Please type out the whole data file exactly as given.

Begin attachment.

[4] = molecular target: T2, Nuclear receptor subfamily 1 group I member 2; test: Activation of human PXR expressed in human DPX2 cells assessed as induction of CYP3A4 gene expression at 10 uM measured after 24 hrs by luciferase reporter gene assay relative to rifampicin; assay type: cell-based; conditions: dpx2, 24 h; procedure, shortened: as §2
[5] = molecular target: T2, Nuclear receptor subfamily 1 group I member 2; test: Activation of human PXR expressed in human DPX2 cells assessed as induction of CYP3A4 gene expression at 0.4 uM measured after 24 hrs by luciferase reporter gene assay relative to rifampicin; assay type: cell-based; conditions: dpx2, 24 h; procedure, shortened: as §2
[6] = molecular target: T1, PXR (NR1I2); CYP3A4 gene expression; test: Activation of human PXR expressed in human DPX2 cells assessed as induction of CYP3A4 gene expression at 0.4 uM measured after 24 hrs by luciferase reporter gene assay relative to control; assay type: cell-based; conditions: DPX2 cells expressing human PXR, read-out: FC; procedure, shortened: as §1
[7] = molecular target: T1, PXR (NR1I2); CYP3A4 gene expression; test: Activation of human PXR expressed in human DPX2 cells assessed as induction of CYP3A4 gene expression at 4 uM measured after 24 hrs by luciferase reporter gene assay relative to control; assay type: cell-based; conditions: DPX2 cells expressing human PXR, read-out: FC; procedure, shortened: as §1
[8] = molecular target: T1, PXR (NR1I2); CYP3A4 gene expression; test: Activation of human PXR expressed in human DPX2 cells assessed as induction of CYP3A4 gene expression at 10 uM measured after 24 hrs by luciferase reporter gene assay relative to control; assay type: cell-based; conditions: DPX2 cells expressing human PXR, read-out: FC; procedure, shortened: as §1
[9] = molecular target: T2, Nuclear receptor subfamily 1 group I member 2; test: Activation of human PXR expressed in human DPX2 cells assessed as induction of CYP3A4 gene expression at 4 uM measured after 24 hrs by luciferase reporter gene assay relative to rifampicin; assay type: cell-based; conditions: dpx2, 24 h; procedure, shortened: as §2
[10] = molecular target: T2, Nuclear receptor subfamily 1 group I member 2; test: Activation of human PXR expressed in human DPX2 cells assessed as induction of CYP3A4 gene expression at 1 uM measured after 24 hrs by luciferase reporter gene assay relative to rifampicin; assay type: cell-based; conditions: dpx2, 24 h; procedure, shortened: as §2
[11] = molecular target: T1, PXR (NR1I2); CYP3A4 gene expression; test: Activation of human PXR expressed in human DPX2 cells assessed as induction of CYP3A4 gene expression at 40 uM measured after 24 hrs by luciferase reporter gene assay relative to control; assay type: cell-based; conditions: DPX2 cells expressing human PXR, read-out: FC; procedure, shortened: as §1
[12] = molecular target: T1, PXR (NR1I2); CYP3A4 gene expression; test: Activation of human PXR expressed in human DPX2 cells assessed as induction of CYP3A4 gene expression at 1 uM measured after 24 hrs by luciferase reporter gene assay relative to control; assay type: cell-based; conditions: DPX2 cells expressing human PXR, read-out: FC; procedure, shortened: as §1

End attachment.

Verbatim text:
[4] = molecular target: T2, Nuclear receptor subfamily 1 group I member 2; test: Activation of human PXR expressed in human DPX2 cells assessed as induction of CYP3A4 gene expression at 10 uM measured after 24 hrs by luciferase reporter gene assay relative to rifampicin; assay type: cell-based; conditions: dpx2, 24 h; procedure, shortened: as §2
[5] = molecular target: T2, Nuclear receptor subfamily 1 group I member 2; test: Activation of human PXR expressed in human DPX2 cells assessed as induction of CYP3A4 gene expression at 0.4 uM measured after 24 hrs by luciferase reporter gene assay relative to rifampicin; assay type: cell-based; conditions: dpx2, 24 h; procedure, shortened: as §2
[6] = molecular target: T1, PXR (NR1I2); CYP3A4 gene expression; test: Activation of human PXR expressed in human DPX2 cells assessed as induction of CYP3A4 gene expression at 0.4 uM measured after 24 hrs by luciferase reporter gene assay relative to control; assay type: cell-based; conditions: DPX2 cells expressing human PXR, read-out: FC; procedure, shortened: as §1
[7] = molecular target: T1, PXR (NR1I2); CYP3A4 gene expression; test: Activation of human PXR expressed in human DPX2 cells assessed as induction of CYP3A4 gene expression at 4 uM measured after 24 hrs by luciferase reporter gene assay relative to control; assay type: cell-based; conditions: DPX2 cells expressing human PXR, read-out: FC; procedure, shortened: as §1
[8] = molecular target: T1, PXR (NR1I2); CYP3A4 gene expression; test: Activation of human PXR expressed in human DPX2 cells assessed as induction of CYP3A4 gene expression at 10 uM measured after 24 hrs by luciferase reporter gene assay relative to control; assay type: cell-based; conditions: DPX2 cells expressing human PXR, read-out: FC; procedure, shortened: as §1
[9] = molecular target: T2, Nuclear receptor subfamily 1 group I member 2; test: Activation of human PXR expressed in human DPX2 cells assessed as induction of CYP3A4 gene expression at 4 uM measured after 24 hrs by luciferase reporter gene assay relative to rifampicin; assay type: cell-based; conditions: dpx2, 24 h; procedure, shortened: as §2
[10] = molecular target: T2, Nuclear receptor subfamily 1 group I member 2; test: Activation of human PXR expressed in human DPX2 cells assessed as induction of CYP3A4 gene expression at 1 uM measured after 24 hrs by luciferase reporter gene assay relative to rifampicin; assay type: cell-based; conditions: dpx2, 24 h; procedure, shortened: as §2
[11] = molecular target: T1, PXR (NR1I2); CYP3A4 gene expression; test: Activation of human PXR expressed in human DPX2 cells assessed as induction of CYP3A4 gene expression at 40 uM measured after 24 hrs by luciferase reporter gene assay relative to control; assay type: cell-based; conditions: DPX2 cells expressing human PXR, read-out: FC; procedure, shortened: as §1
[12] = molecular target: T1, PXR (NR1I2); CYP3A4 gene expression; test: Activation of human PXR expressed in human DPX2 cells assessed as induction of CYP3A4 gene expression at 1 uM measured after 24 hrs by luciferase reporter gene assay relative to control; assay type: cell-based; conditions: DPX2 cells expressing human PXR, read-out: FC; procedure, shortened: as §1